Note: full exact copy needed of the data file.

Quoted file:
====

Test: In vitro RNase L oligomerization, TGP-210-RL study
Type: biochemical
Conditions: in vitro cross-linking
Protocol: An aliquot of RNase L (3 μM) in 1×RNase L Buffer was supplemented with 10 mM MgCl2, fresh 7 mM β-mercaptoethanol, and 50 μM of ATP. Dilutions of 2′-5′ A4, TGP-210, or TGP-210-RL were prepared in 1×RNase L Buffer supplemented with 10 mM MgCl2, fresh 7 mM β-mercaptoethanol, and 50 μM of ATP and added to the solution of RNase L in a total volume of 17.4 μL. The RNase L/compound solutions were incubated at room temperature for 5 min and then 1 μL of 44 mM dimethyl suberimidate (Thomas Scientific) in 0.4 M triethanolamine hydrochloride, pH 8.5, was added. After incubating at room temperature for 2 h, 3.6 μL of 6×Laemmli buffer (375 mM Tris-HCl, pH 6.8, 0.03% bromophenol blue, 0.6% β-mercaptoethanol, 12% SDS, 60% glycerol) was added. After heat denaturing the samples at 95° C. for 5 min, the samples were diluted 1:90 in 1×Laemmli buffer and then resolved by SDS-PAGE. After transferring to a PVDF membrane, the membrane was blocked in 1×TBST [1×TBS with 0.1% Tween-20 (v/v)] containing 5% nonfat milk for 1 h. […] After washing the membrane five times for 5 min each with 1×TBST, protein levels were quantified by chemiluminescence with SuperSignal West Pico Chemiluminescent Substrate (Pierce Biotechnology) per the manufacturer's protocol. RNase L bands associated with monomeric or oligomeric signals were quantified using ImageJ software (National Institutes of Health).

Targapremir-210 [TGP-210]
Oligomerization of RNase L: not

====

Test: In vitro RNase L oligomerization, TGP-210-RL study
Type: biochemical
Conditions: in vitro cross-linking
Protocol: An aliquot of RNase L (3 μM) in 1×RNase L Buffer was supplemented with 10 mM MgCl2, fresh 7 mM β-mercaptoethanol, and 50 μM of ATP. Dilutions of 2′-5′ A4, TGP-210, or TGP-210-RL were prepared in 1×RNase L Buffer supplemented with 10 mM MgCl2, fresh 7 mM β-mercaptoethanol, and 50 μM of ATP and added to the solution of RNase L in a total volume of 17.4 μL. The RNase L/compound solutions were incubated at room temperature for 5 min and then 1 μL of 44 mM dimethyl suberimidate (Thomas Scientific) in 0.4 M triethanolamine hydrochloride, pH 8.5, was added. After incubating at room temperature for 2 h, 3.6 μL of 6×Laemmli buffer (375 mM Tris-HCl, pH 6.8, 0.03% bromophenol blue, 0.6% β-mercaptoethanol, 12% SDS, 60% glycerol) was added. After heat denaturing the samples at 95° C. for 5 min, the samples were diluted 1:90 in 1×Laemmli buffer and then resolved by SDS-PAGE. After transferring to a PVDF membrane, the membrane was blocked in 1×TBST [1×TBS with 0.1% Tween-20 (v/v)] containing 5% nonfat milk for 1 h. […] After washing the membrane five times for 5 min each with 1×TBST, protein levels were quantified by chemiluminescence with SuperSignal West Pico Chemiluminescent Substrate (Pierce Biotechnology) per the manufacturer's protocol. RNase L bands associated with monomeric or oligomeric signals were quantified using ImageJ software (National Institutes of Health).

Targapremir-210 [TGP-210]
Oligomerization of RNase L: not